The July incidents have been closely and persistently covered by some Azerbaijani news channels. News.az alone has (re)printed some 11 articles. However, it is worth noting that Azerbaijan’s media does not extend such generosity in covering cases of homicides, mysterious deaths, and suicides that take place in Azerbaijan’s own army. When they do, most, if not all, reports are snippets of what seem to be the Defense Ministry’s official rhetoric.
There is not a lack of tragic incidents to be covered. 2010 alone has seen a number of incidents in Azerbaijan that beg to be investigated. In March, 19-year-old Vasif Aliyev shot and killed a fellow serviceman, Elchin Mammadov, in Tovuz military unit. Two weeks later, Agshin Huseynov, a warrant officer in the army, hung himself. In May, Elvar Bayramov died after being fatally wounded by bullets from an automatic weapon, “under unclear circumstances.” In June, Private Jaffar Mamedrzayev killed two other soldiers, wounded a third, and took his own life.
The actions of the Azeri press remind me of the saying, “You can’t see the stake in your own eyeball but you notice the splinter in someone else’s eye.”
On Aug. 10, military analyst Vahram Mirakyan noted that the Azerbaijani press wrote about their army only in a positive light, which, he said, was worse than highlighting its flaws. “It is better to write only the negative stuff than to write nothing at all. Not being critical leads to a blunting of alertness,” said Mirakyan, as quoted by Hetq.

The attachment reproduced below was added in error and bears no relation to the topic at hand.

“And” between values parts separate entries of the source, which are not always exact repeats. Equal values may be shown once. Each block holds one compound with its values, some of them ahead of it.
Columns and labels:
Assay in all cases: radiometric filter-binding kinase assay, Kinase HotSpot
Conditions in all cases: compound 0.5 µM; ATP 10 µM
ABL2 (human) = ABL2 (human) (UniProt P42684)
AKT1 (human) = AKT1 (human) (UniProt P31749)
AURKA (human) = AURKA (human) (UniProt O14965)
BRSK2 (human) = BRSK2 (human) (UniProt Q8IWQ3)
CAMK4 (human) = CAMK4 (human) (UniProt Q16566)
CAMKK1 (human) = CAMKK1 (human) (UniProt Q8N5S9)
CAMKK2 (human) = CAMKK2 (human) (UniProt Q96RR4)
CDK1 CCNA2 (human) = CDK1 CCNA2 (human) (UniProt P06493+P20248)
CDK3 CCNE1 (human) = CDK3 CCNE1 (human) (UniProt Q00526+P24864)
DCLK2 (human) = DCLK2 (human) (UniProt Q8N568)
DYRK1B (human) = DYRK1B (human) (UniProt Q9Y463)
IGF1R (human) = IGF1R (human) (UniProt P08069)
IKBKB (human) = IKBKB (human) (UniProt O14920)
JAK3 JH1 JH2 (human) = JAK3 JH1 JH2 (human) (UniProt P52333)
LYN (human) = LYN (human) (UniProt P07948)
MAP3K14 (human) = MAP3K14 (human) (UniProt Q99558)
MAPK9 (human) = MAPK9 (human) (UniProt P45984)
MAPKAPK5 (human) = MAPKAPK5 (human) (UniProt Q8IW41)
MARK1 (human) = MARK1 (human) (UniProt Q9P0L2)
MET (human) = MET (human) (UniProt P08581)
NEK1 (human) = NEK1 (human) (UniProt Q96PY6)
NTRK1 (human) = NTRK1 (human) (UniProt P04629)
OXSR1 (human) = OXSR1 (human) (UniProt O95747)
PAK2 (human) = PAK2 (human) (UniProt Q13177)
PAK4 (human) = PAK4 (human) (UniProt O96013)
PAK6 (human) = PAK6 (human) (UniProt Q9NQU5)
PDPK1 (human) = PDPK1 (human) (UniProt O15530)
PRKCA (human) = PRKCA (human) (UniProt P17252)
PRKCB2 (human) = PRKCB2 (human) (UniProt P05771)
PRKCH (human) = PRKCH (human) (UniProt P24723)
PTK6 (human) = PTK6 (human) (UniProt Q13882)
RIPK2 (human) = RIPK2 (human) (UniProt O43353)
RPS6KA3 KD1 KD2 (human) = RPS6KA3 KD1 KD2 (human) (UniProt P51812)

Transparency, accountability needed
Regardless of what Armenia’s neighbors may write to fuel their propaganda machine, acknowledging and addressing the problems that haunt Armenia’s army is preferable to presenting a manicured picture-perfect image. The recent tragic incidents make this need for serious investigations, transparency, and accountability all the more evident, and dare we say overdue.
Edik Baghdasaryan told the Weekly, “Our one major achievement since independence is the army–it is our one victory–and these officials must not be allowed to squander it. There are many unanswered questions in the murders of the six [servicemen]; and there is little evidence, if any, supporting the explanation that is being circulated,” adding that Hetq is currently investigating the matter and will publish the findings.
Meanwhile Artak Nazarian’s mother holds out hope for bringing to justice the individual(s) who might have directly or indirectly caused the death of her \son on July 27. “The death of our Artak must be a lesson to others. We’ll go to the end in order to identify the guilty and have them punished with all the strictness of the law so that there is no repeat of such cases,” she was reported as saying by RFE/RL.
Armenia is better off going ahead and starting to wash its dirty laundry before the world, rather than leaving it to fester!